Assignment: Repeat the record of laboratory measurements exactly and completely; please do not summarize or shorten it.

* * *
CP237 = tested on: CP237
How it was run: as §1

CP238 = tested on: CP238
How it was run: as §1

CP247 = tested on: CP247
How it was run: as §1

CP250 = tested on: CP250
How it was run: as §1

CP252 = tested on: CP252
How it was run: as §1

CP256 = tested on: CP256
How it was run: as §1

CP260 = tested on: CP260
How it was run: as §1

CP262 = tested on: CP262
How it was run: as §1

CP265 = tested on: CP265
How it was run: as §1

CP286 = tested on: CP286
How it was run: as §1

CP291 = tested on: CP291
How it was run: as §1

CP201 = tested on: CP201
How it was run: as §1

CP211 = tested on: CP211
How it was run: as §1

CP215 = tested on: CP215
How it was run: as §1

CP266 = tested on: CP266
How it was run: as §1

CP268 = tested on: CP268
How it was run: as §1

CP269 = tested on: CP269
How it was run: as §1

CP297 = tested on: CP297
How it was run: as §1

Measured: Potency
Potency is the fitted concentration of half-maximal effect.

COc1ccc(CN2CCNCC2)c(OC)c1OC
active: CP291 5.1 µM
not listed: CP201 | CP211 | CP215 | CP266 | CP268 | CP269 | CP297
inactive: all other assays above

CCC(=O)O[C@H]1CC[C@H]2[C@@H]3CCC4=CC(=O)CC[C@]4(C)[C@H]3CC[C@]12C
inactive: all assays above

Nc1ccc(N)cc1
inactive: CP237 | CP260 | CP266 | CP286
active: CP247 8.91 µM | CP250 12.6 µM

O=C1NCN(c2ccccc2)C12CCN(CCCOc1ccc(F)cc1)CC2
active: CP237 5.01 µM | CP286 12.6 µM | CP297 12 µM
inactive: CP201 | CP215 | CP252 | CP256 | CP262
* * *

CP237 = tested on: CP237
How it was run: as §1

CP238 = tested on: CP238
How it was run: as §1

CP247 = tested on: CP247
How it was run: as §1

CP250 = tested on: CP250
How it was run: as §1

CP252 = tested on: CP252
How it was run: as §1

CP256 = tested on: CP256
How it was run: as §1

CP260 = tested on: CP260
How it was run: as §1

CP262 = tested on: CP262
How it was run: as §1

CP265 = tested on: CP265
How it was run: as §1

CP286 = tested on: CP286
How it was run: as §1

CP291 = tested on: CP291
How it was run: as §1

CP201 = tested on: CP201
How it was run: as §1

CP211 = tested on: CP211
How it was run: as §1

CP215 = tested on: CP215
How it was run: as §1

CP266 = tested on: CP266
How it was run: as §1

CP268 = tested on: CP268
How it was run: as §1

CP269 = tested on: CP269
How it was run: as §1

CP297 = tested on: CP297
How it was run: as §1

Measured: Potency
Potency is the fitted concentration of half-maximal effect.

COc1ccc(CN2CCNCC2)c(OC)c1OC
active: CP291 5.1 µM
not listed: CP201 | CP211 | CP215 | CP266 | CP268 | CP269 | CP297
inactive: all other assays above

CCC(=O)O[C@H]1CC[C@H]2[C@@H]3CCC4=CC(=O)CC[C@]4(C)[C@H]3CC[C@]12C
inactive: all assays above

Nc1ccc(N)cc1
inactive: CP237 | CP260 | CP266 | CP286
active: CP247 8.91 µM | CP250 12.6 µM

O=C1NCN(c2ccccc2)C12CCN(CCCOc1ccc(F)cc1)CC2
active: CP237 5.01 µM | CP286 12.6 µM | CP297 12 µM
inactive: CP201 | CP215 | CP252 | CP256 | CP262